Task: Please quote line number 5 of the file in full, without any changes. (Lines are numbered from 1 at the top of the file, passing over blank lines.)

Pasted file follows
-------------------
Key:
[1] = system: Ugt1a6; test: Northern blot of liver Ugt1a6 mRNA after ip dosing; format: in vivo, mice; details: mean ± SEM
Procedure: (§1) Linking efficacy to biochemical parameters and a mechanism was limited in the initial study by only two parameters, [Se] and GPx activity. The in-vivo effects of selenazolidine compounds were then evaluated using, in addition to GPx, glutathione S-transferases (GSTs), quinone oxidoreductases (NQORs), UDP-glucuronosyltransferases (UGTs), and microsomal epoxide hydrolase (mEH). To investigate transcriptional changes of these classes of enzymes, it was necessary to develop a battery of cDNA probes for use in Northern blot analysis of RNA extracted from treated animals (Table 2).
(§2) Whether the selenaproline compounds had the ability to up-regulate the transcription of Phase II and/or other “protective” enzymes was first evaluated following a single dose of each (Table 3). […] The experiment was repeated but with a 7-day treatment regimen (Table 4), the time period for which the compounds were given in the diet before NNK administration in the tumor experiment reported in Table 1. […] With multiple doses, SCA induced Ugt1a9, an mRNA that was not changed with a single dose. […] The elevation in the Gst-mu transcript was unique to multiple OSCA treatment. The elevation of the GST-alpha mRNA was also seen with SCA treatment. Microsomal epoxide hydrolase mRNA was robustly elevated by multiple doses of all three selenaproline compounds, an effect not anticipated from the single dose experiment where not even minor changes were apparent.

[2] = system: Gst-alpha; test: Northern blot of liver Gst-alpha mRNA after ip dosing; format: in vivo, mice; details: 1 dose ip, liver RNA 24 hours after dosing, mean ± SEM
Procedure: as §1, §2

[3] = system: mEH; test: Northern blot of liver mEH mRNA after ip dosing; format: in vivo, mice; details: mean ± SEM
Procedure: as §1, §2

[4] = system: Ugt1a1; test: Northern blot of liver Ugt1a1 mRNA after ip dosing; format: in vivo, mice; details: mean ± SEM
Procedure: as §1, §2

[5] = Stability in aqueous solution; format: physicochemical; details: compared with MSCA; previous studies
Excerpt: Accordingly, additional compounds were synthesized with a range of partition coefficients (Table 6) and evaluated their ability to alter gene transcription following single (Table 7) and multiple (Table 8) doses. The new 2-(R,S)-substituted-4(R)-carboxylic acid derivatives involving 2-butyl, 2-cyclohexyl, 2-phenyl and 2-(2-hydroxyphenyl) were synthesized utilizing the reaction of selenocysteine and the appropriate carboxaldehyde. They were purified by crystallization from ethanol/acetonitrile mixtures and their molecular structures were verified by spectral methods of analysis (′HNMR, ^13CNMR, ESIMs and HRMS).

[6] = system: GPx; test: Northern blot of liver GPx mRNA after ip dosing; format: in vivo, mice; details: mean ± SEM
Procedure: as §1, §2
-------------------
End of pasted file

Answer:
[2] = system: Gst-alpha; test: Northern blot of liver Gst-alpha mRNA after ip dosing; format: in vivo, mice; details: 1 dose ip, liver RNA 24 hours after dosing, mean ± SEM